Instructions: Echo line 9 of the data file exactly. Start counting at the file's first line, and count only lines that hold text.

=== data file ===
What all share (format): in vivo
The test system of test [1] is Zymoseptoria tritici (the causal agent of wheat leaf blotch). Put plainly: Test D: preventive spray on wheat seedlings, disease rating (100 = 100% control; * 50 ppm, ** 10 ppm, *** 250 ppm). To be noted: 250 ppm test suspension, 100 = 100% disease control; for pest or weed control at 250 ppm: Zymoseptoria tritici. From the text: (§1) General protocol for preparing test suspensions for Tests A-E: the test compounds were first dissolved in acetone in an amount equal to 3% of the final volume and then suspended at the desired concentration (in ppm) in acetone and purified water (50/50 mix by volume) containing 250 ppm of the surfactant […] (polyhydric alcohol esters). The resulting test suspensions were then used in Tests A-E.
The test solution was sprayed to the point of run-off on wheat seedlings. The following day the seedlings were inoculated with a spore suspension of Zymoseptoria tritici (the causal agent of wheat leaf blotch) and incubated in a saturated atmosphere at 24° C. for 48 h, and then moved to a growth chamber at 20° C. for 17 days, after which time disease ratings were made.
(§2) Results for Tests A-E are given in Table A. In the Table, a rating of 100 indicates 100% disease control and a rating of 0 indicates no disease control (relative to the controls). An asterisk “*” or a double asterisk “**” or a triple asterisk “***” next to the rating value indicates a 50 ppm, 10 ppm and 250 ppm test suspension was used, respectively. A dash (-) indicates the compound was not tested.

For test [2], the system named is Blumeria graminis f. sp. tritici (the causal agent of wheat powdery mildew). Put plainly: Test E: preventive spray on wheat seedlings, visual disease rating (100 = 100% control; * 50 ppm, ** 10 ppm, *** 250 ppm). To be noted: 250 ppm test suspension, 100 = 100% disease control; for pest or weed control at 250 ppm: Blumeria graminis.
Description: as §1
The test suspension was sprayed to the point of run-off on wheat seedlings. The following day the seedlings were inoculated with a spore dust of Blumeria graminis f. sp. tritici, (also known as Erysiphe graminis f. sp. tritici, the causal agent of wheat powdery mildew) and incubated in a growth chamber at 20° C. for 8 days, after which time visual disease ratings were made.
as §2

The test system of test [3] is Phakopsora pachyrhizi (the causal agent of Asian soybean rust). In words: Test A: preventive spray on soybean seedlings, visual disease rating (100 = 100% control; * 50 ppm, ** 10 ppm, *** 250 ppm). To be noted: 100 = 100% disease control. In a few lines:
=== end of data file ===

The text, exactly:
The test system of test [3] is Phakopsora pachyrhizi (the causal agent of Asian soybean rust). In words: Test A: preventive spray on soybean seedlings, visual disease rating (100 = 100% control; * 50 ppm, ** 10 ppm, *** 250 ppm). To be noted: 100 = 100% disease control. In a few lines: